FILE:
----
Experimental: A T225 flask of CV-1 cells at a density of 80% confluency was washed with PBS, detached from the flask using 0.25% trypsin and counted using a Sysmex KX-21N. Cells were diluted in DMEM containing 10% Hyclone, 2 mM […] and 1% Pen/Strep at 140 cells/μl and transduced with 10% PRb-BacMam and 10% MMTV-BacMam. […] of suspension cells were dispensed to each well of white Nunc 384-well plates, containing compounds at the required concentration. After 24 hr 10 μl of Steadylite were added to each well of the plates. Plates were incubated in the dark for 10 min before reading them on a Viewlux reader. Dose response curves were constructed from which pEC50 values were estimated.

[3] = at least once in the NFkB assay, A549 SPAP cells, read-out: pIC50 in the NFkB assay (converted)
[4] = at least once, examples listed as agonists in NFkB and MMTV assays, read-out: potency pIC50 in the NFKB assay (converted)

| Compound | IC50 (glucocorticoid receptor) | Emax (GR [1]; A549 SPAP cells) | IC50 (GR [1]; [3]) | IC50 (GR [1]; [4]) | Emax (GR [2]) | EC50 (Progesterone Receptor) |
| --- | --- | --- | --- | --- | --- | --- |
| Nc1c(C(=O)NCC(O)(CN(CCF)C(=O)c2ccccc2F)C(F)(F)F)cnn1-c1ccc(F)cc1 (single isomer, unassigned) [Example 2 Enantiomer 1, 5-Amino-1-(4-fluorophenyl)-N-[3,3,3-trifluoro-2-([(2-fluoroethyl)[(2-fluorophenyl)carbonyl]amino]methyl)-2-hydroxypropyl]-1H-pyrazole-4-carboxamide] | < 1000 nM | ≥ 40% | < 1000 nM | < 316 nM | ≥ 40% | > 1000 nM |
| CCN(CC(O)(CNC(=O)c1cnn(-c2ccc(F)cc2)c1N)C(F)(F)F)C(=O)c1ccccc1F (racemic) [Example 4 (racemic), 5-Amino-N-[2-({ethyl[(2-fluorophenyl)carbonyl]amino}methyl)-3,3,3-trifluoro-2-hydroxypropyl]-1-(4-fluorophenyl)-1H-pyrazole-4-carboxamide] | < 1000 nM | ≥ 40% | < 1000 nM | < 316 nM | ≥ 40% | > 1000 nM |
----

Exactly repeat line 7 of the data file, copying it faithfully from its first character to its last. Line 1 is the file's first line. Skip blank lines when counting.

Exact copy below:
| CCN(CC(O)(CNC(=O)c1cnn(-c2ccc(F)cc2)c1N)C(F)(F)F)C(=O)c1ccccc1F (racemic) [Example 4 (racemic), 5-Amino-N-[2-({ethyl[(2-fluorophenyl)carbonyl]amino}methyl)-3,3,3-trifluoro-2-hydroxypropyl]-1-(4-fluorophenyl)-1H-pyrazole-4-carboxamide] | < 1000 nM | ≥ 40% | < 1000 nM | < 316 nM | ≥ 40% | > 1000 nM |